On East Central Street along Massachusetts Route 140 in Franklin, there is a historical marker that is easy to miss. Nestled among several small bushes and under a tree, lies a stone marker dedicated to the “Father of American Education,” Horace Mann.
Mann was born on May 4, 1796, in Franklin, Massachusetts, to a relatively poor farming family. As a teenager, he usually received no more than six weeks of schooling per year. However, he made extensive use of the Franklin Public Library, the oldest in the nation, and enrolled in Brown University graduating in three years in 1819 as a valedictorian. He practiced and studied law in the area and was elected to the Massachusetts Legislature in 1827. He was elected to the Massachusetts State Senate in 1835 and spent considerable effort focusing on infrastructure and the construction of railroads and canals.
He was appointed to be secretary of the newly created Massachusetts Board of Education in 1837 and quickly began work to become one of America’s most influential educational reformers. He withdrew from all other engagements and commitments to focus on his school work and gave speeches, lectures, and visited every school in Massachusetts to inspect its conditions.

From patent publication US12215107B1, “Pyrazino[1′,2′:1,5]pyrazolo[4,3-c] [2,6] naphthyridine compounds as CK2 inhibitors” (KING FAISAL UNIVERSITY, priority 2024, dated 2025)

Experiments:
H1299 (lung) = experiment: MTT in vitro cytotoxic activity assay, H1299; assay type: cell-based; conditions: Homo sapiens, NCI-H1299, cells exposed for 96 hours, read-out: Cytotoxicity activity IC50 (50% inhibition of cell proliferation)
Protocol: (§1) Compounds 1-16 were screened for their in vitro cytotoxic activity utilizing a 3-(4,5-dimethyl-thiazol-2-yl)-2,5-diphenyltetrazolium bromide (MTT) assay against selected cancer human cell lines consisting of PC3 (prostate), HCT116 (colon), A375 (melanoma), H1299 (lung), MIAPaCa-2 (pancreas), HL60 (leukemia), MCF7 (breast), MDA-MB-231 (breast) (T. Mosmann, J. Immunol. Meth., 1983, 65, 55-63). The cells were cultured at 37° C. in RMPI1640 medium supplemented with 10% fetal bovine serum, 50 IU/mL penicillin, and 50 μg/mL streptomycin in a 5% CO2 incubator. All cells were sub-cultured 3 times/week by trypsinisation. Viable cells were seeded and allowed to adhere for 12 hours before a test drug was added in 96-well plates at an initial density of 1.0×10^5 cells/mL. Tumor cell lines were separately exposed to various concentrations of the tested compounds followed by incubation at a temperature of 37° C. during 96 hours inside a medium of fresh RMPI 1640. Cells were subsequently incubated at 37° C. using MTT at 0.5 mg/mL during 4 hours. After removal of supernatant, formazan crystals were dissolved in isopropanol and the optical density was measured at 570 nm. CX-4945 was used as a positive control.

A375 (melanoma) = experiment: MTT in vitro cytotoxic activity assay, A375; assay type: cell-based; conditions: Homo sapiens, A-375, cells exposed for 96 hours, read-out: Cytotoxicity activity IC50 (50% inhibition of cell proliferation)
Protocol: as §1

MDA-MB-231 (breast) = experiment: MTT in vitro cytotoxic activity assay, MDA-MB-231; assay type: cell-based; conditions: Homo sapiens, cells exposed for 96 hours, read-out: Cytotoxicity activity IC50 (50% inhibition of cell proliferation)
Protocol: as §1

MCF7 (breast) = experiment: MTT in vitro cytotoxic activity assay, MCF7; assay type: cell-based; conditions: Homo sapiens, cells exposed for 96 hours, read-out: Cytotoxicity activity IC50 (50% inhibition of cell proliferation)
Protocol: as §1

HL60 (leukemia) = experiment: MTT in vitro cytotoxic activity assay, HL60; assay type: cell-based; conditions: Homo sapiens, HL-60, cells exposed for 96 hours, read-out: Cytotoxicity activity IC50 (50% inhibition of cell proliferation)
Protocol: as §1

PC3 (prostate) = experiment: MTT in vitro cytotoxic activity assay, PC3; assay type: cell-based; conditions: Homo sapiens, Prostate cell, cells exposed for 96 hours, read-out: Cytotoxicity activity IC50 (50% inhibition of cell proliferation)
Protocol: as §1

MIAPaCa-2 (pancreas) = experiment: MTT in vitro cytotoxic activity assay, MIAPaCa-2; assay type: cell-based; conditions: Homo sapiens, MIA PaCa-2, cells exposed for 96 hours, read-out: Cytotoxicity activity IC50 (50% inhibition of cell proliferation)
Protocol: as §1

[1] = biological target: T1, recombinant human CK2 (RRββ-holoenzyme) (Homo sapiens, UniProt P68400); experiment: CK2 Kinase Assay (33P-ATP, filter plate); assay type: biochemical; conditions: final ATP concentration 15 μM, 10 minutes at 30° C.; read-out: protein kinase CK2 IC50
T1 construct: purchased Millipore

He founded and wrote for The Common School Journal in which he outlined his six main principles: 1. The public should no longer remain ignorant; 2. Education should be paid for, controlled, and sustained by an interested public; 3. Education will be best provided in schools that embrace children from a variety of backgrounds; 4. Education must be non-sectarian; 5. Education must be taught using the tenets of a free society; and 6. Education should be provided by well-trained, professional teachers.
As the years went, by numerous states began to adopt Mann’s style of education and he spent his later years in Congress promoting abolitionism and later became president of Antioch College in Ohio. His commencement message to the graduating class of 1859 was “Be ashamed to die until you have won some victory for humanity.” He collapsed shortly after the commencement and died that summer of typhoid fever.
The marker indicating that this site is the birthplace of Horace Mann may be small and modest, but his legacy is still felt today by tens of millions of schoolchildren and students across the country. Over 50 public schools are named after him and his goal of providing quality education to children of all backgrounds continues with educators aiming to strengthen, enhance, and expand his principles every day.
Know Before You Go
It is located very close to a liquor store and there is a large shopping plaza right behind the marker with plenty of space and parking.